Microsoft has announced that it is restructuring its smartphone business, laying off 1,850 employees associated with its hardware division. The move will impact 1,350 jobs at Microsoft's Finland unit, and an additional 500 jobs globally. Microsoft will undertake an impairment and restructuring charge of $950 million, of which $200 million is earmarked for severance payments. The vendor underwent a restructuring process last year, where it announced a $7.6 billion write-down of the company's acquisition of Nokia's Devices and Services division, laying off 7,800 employees from its phone unit.
From Satya Nadella:
The company will complete its restructuring efforts by the end of the year. We'll get to know more about the changes during Microsoft's fourth-quarter earnings announcement on July 19. The latest round of layoffs mean that only a fraction of Nokia's workforce that transitioned to Microsoft remain at the organization. It's never a good sight to see talented individuals let go, and we wish the employees affected the best of luck.
Microsoft's Windows and Devices head Terry Myerson sent out an internal memo to employees detailing the change. In the memo, Myerson said that Microsoft is committed to supporting the existing Lumia and OEM phones, and that it will "develop great new devices," which could turn out to be the Surface phone. The vendor is also focusing on its Universal app strategy. The Verge managed to obtain a copy of the memo, which is posted below.
Last week we announced the sale of our feature phone business. Today I want to share that we are taking the additional step of streamlining our smartphone hardware business, and we anticipate this will impact up to 1,850 jobs worldwide, up to 1,350 of which are in Finland. These changes are incredibly difficult because of the impact on good people who have contributed greatly to Microsoft. Speaking on behalf of Satya and the entire Senior Leadership Team, we are committed to help each individual impacted with our support, resources, and respect.
For context, Windows 10 recently crossed 300 million monthly active devices, our Surface and Xbox customer satisfaction is at record levels, and HoloLens enthusiasts are developing incredible new experiences. Yet our phone success has been limited to companies valuing our commitment to security, manageability, and Continuum, and with consumers who value the same. Thus, we need to be more focused in our phone hardware efforts.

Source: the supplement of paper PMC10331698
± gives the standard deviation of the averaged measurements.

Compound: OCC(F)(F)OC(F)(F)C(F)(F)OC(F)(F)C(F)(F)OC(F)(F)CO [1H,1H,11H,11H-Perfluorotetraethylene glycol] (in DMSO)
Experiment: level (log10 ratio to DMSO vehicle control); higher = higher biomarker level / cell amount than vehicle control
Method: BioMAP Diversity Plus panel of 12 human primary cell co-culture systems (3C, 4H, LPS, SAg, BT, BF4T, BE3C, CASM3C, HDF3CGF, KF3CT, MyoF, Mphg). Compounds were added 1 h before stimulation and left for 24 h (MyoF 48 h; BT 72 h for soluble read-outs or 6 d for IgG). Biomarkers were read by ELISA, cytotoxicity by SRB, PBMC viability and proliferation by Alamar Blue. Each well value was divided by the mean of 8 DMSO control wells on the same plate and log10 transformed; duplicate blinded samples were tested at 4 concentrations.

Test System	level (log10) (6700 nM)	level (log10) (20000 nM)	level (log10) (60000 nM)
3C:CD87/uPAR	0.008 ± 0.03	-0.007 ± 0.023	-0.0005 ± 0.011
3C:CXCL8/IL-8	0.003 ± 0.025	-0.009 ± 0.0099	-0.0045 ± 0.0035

With this focus, our Windows strategy remains unchanged: 1. Universal apps. We have built an amazing platform, with a rich innovation roadmap ahead. Expanding the devices we reach and the capabilities for developers is our top priority. 2. We always take care of our customers, Windows phones are no exception. We will continue to update and support our current Lumia and OEM partner phones, and develop great new devices. 3. We remain steadfast in our pursuit of innovation across our Windows devices and our services to create new and delightful experiences. Our best work for customers comes from our device, platform, and service combination.
At the same time, our company will be pragmatic and embrace other mobile platforms with our productivity services, device management services, and development tools -- regardless of a person's phone choice, we want everyone to be able to experience what Microsoft has to offer them.
With that all said... I used the words "be more focused" above. This in fact describes what we are doing (we're scaling back, but we're not out!), but at the same time I don't love it because it lacks the emotional impact of this decision. When I look back on our journey in mobility, we've done hard work and had great ideas, but have not always had the alignment needed across the company to make an impact. At the same time, Ars Technica recently published a long story documenting our journey to create the universal platform for our developers. The story shows the real challenges we faced, and the grit required to get it done. The story closes with this:
"And as long as it has taken the company, Microsoft has still arguably achieved something that its competitors have not... It took more than two decades to get there, but Microsoft still somehow got there first." For me, that's what focus can deliver for us, and now we get to build on that foundation to build amazing products.
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Harish Jonnalagadda is a Senior Editor overseeing Asia for Android Central, Windows Central's sister site. When not reviewing phones, he's testing PC hardware, including video cards, motherboards, gaming accessories, and keyboards.